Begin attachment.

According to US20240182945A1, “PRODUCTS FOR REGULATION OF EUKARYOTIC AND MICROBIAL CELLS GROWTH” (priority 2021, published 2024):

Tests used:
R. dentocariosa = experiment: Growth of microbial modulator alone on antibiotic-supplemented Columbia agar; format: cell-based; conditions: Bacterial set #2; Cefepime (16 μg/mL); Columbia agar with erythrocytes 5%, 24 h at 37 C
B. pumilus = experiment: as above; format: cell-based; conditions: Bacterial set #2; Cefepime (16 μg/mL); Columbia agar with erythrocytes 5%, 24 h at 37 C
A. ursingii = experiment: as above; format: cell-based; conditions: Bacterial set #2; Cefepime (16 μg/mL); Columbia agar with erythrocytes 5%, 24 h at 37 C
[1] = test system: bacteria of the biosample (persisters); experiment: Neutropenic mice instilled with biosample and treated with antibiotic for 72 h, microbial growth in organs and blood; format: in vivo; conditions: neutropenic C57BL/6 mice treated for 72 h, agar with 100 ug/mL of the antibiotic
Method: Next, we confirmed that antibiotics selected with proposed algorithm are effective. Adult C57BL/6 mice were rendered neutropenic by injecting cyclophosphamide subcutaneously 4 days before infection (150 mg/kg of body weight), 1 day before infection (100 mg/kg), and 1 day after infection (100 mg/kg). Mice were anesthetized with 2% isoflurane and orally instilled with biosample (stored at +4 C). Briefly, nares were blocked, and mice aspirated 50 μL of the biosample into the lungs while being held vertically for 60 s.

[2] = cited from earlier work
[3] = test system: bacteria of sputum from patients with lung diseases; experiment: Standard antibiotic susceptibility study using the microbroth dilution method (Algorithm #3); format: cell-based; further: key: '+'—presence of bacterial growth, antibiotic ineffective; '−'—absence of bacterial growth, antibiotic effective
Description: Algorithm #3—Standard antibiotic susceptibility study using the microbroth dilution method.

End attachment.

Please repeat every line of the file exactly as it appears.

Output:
According to US20240182945A1, “PRODUCTS FOR REGULATION OF EUKARYOTIC AND MICROBIAL CELLS GROWTH” (priority 2021, published 2024):

Tests used:
R. dentocariosa = experiment: Growth of microbial modulator alone on antibiotic-supplemented Columbia agar; format: cell-based; conditions: Bacterial set #2; Cefepime (16 μg/mL); Columbia agar with erythrocytes 5%, 24 h at 37 C
B. pumilus = experiment: as above; format: cell-based; conditions: Bacterial set #2; Cefepime (16 μg/mL); Columbia agar with erythrocytes 5%, 24 h at 37 C
A. ursingii = experiment: as above; format: cell-based; conditions: Bacterial set #2; Cefepime (16 μg/mL); Columbia agar with erythrocytes 5%, 24 h at 37 C
[1] = test system: bacteria of the biosample (persisters); experiment: Neutropenic mice instilled with biosample and treated with antibiotic for 72 h, microbial growth in organs and blood; format: in vivo; conditions: neutropenic C57BL/6 mice treated for 72 h, agar with 100 ug/mL of the antibiotic
Method: Next, we confirmed that antibiotics selected with proposed algorithm are effective. Adult C57BL/6 mice were rendered neutropenic by injecting cyclophosphamide subcutaneously 4 days before infection (150 mg/kg of body weight), 1 day before infection (100 mg/kg), and 1 day after infection (100 mg/kg). Mice were anesthetized with 2% isoflurane and orally instilled with biosample (stored at +4 C). Briefly, nares were blocked, and mice aspirated 50 μL of the biosample into the lungs while being held vertically for 60 s.

[2] = cited from earlier work
[3] = test system: bacteria of sputum from patients with lung diseases; experiment: Standard antibiotic susceptibility study using the microbroth dilution method (Algorithm #3); format: cell-based; further: key: '+'—presence of bacterial growth, antibiotic ineffective; '−'—absence of bacterial growth, antibiotic effective
Description: Algorithm #3—Standard antibiotic susceptibility study using the microbroth dilution method.